JAPAN PENSION FUND LOGS RECORD PROFIT
GPIF gain boosted by stock market rally
JAPAN’S Government Pension Investment Fund (GPIF), the world’s largest pension fund, posted a record quarterly gain of US$92 billion (RM409.4 billion), thanks to a rally in the country’s stock market.
GPIF yesterday reported a return of 7.98 per cent in its fiscal third quarter, which ended in December.
Its paper gain totalled 10.5 trillion yen (RM409.4 billion). The fund managed 144.8 trillion yen worth of assets as of December.
“We had a big gain in the quarter but there are many complex issues in the world economy so we would carefully manage the assets,” said GPIF spokesman Shinichiro Mori yesterday.
Japan’s benchmark Nikkei share index rallied 16 per cent in the quarter on expectations of stronger global economic growth and as the yen weakened in the face of a surging US dollar following the election of President Donald Trump. It edged up another two per cent from January to this month.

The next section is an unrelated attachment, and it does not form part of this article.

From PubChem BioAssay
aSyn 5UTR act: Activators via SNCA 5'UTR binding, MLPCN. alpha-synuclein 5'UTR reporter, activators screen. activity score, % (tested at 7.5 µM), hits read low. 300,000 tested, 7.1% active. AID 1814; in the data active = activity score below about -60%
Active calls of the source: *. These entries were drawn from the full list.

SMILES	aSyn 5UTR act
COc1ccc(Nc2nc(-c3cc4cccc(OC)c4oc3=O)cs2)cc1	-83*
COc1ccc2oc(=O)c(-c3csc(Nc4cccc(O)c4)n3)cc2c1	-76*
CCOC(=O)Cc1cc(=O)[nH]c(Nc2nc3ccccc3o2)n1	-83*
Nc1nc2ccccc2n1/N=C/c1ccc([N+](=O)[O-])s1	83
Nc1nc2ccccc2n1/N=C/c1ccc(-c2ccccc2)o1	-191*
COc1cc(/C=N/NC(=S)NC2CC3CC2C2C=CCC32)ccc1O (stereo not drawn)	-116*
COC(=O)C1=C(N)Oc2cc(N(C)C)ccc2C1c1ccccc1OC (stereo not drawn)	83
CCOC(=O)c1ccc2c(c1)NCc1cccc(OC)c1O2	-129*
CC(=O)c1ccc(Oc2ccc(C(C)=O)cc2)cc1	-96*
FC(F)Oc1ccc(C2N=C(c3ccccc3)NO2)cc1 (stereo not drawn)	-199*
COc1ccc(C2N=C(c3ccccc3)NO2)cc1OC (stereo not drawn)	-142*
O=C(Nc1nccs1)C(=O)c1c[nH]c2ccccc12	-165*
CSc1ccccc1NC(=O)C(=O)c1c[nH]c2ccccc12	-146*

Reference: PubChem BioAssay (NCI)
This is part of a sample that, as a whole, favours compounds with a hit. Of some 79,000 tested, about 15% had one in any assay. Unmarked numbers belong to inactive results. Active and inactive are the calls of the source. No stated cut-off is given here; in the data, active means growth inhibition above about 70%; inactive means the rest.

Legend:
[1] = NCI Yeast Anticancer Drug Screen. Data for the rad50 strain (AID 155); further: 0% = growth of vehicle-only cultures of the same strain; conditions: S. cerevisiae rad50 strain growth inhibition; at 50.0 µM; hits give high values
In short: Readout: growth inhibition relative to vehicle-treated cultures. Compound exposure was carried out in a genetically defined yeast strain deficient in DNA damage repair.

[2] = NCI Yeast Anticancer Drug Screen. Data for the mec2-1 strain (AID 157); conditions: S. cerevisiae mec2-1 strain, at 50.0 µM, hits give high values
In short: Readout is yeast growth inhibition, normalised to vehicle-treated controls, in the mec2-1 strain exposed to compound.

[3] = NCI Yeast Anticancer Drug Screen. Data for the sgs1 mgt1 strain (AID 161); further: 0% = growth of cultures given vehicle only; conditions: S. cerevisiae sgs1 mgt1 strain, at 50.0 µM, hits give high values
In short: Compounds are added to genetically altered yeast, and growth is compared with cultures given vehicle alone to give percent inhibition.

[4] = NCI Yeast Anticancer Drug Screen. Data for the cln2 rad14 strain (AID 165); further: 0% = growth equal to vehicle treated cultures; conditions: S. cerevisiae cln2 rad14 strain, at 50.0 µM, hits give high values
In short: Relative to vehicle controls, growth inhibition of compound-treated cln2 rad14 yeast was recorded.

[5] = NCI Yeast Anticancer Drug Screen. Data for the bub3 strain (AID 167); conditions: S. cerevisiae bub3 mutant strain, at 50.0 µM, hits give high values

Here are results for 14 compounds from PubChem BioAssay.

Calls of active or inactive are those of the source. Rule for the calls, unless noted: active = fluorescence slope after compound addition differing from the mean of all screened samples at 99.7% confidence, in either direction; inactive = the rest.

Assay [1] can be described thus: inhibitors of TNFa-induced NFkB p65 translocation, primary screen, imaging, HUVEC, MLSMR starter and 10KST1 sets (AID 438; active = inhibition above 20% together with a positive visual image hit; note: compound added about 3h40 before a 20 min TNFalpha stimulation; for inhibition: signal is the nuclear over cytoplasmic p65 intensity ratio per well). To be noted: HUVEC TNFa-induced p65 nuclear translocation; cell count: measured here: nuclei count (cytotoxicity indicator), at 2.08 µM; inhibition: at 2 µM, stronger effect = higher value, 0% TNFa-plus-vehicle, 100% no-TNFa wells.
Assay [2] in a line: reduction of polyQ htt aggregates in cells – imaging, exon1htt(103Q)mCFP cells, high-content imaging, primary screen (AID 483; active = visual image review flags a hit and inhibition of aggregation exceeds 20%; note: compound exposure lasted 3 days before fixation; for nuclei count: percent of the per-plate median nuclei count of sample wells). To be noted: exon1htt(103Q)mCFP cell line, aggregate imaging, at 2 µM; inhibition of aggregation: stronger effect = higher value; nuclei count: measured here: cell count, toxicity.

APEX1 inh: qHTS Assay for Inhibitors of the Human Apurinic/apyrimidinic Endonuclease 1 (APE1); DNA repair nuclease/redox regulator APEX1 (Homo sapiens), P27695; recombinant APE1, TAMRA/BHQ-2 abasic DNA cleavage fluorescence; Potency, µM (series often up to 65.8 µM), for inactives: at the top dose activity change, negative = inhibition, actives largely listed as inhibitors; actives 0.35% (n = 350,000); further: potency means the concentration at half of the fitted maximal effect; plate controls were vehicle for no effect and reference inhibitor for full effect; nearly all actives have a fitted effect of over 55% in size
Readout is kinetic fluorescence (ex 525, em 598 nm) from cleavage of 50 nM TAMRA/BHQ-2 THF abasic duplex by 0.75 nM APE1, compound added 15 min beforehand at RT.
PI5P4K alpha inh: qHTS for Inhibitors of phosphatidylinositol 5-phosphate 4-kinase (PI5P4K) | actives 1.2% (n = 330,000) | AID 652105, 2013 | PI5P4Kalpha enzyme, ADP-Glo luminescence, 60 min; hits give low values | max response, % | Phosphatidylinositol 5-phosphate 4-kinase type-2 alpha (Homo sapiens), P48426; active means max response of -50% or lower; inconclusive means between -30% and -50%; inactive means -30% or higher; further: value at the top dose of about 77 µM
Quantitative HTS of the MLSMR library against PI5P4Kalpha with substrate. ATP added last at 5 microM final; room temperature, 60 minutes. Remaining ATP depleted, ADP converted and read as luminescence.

In 2014 GPIF made a historic policy shift, increasing investments in riskier assets such as stocks for higher returns, while it reduced reliance on low-yielding domestic bonds.
Of all the pension reserve, which included 2.5 trillion yen pooled at Japan’s health ministry, 23.76 per cent was allocated to Japanese stocks.
GPIF’s domestic bond holdings accounted for 33.26 per cent of its assets, underweighting its allocation target set in 2014 for the first time as yields increased.
The fund allocated 13.37 per cent of its assets to foreign bonds and 23.16 per cent to foreign stocks. The remaining 6.3 per cent was mainly cash GPIF holds.
Its Japanese stock holdings returned 15.18 per cent, while the domestic bond holdings had a negative return of 1.07 per cent.
GPIF directly invests only in a portion of bonds, while it asks other financial institutions to manage most of the bonds and all the stocks.
The Government Pension Investment Fund made a policy shift three years ago, increasing exposure to riskier assets such as stocks and reducing reliance on low-yielding local bonds.